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A Randomized Clinical Trial of the Impact of Local Estrogen on Postoperative Tissue Quality After Vaginal Reconstructive Surgery

Karp, Deborah R. MD*; Jean-Michel, Marjorie MD; Johnston, Yasmin MD; Suciu, Gabriel PhD§; Aguilar, Vivian C. MD; Davila, G. Willy MD

Female Pelvic Medicine & Reconstructive Surgery: July/August 2012 - Volume 18 - Issue 4 - p 211–215
doi: 10.1097/SPV.0b013e31825e6401
Original Articles
Journal Club

Objective To evaluate the use and effect of early administration of vaginal estrogen via a continuous low-dose estradiol vaginal ring placed immediately after pelvic reconstructive surgery.

Methods This was a randomized controlled trial of 65 postmenopausal women undergoing vaginal reconstructive surgery. The subjects were randomly assigned to receive an estradiol-releasing vaginal ring, placebo vaginal ring, or control without vaginal ring for 12 weeks immediately after vaginal reconstructive surgery. The primary outcome was tissue quality based on vaginal maturation 3 months postoperatively. Secondary outcome measures were subjective and objective signs of atrophy; vaginal pH; the presence of granulation tissue, microscopic inflammation, and major healing abnormalities; and the ability to tolerate an intravaginal ring.

Results At 12 weeks, the estradiol ring group had a significantly improved maturation value (P<0.01) and objective atrophy assessment (P<0.01) compared with the placebo ring and control arms. Granulation tissue was increased in the placebo ring arm (P<0.01). Subjective atrophy scores did not differ among the groups (P=0.39).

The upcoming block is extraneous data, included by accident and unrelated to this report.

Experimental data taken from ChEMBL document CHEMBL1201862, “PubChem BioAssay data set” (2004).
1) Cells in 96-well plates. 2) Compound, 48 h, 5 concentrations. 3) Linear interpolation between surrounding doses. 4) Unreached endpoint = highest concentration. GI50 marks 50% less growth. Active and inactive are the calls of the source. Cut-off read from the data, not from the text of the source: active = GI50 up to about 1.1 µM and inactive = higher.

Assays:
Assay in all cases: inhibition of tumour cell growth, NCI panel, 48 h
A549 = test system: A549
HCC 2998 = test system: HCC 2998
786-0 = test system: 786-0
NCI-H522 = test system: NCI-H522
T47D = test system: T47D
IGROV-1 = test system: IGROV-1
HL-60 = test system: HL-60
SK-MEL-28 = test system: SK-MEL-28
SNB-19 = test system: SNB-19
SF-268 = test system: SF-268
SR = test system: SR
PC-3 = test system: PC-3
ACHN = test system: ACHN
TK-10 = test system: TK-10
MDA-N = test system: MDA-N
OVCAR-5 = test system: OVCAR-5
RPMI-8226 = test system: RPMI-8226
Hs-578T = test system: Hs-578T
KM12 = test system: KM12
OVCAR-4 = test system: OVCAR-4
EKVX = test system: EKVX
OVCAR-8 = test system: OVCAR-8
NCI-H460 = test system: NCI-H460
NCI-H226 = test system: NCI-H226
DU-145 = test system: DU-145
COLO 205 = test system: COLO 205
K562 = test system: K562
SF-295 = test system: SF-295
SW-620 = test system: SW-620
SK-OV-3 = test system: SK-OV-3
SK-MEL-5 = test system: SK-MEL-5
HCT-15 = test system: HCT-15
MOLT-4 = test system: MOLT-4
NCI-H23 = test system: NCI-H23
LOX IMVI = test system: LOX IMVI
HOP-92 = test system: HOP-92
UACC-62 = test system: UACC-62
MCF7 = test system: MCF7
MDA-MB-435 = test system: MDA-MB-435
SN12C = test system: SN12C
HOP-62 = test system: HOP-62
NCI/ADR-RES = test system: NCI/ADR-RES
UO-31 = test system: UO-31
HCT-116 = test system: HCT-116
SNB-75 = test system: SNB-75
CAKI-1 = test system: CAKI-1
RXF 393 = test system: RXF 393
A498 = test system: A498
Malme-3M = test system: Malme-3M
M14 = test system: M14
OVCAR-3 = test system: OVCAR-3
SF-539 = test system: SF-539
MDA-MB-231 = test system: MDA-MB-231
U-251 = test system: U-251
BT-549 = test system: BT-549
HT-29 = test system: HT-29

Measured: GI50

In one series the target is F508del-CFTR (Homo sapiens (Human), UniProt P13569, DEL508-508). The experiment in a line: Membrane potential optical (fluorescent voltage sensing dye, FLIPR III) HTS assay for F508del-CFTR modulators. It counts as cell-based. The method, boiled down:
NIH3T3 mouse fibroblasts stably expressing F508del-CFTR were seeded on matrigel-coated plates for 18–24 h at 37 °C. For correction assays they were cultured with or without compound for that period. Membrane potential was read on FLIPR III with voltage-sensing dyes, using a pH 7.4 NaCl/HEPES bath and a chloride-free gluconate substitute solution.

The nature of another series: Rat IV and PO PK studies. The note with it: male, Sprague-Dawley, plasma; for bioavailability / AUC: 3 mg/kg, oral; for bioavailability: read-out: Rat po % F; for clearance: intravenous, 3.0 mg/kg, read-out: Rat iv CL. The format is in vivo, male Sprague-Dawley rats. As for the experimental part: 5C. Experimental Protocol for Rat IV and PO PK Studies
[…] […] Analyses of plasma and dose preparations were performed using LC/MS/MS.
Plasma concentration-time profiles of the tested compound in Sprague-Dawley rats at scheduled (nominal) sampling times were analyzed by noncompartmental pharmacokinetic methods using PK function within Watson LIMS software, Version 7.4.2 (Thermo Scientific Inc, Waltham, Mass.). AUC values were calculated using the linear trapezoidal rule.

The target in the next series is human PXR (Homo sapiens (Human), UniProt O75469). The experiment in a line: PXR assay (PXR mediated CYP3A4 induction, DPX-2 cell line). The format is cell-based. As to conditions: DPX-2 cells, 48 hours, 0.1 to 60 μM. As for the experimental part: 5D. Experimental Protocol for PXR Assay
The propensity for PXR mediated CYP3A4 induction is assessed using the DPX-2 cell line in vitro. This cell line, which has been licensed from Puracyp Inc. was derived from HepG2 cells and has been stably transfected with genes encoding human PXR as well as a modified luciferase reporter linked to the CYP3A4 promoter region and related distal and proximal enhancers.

Conclusions Early administration of vaginal estrogen after vaginal surgery via an estradiol-releasing ring is feasible and results in improved markers of tissue quality postoperatively compared to placebo and controls.

A Randomized Clinical Trial of the Impact of Local Estrogen on Postoperative Tissue Quality After Vaginal Reconstructive Surgery.

From the *Section of Female Pelvic Medicine and Reconstructive Surgery, Department of Gynecology and Obstetrics, Emory University School of Medicine, Atlanta, GA; †Department of Obstetrics and Gynecology, Bronx-Lebanon Hospital Center, Bronx, NY; ‡Department of Pathology, Cleveland Clinic Florida, Weston; §Section of Biostatistics, Public Health Program, Nova Southeastern University, Davie; and ∥Section of Urogynecology and Pelvic Reconstructive Surgery, Department of Gynecology, Cleveland Clinic Florida, Weston, FL.

Reprints: Deborah R. Karp, MD, 1639 Pierce Dr, Room 4305, Atlanta, GA 30322. E-mail:

Dr Jean-Michel is a consultant for Warner-Chilcott and Boston Scientific. Dr Davila is a consultant for Astellas, American Medical Systems, CL Medical.

The other authors declare that they have nothing to disclose.

Presented as an oral podium at the American Urogynecologic Society’s 31st Annual Scientific Meeting, Long Beach, CA, September 30, 2011.

© 2012 by Wolters Kluwer Health | Lippincott Williams & Wilkins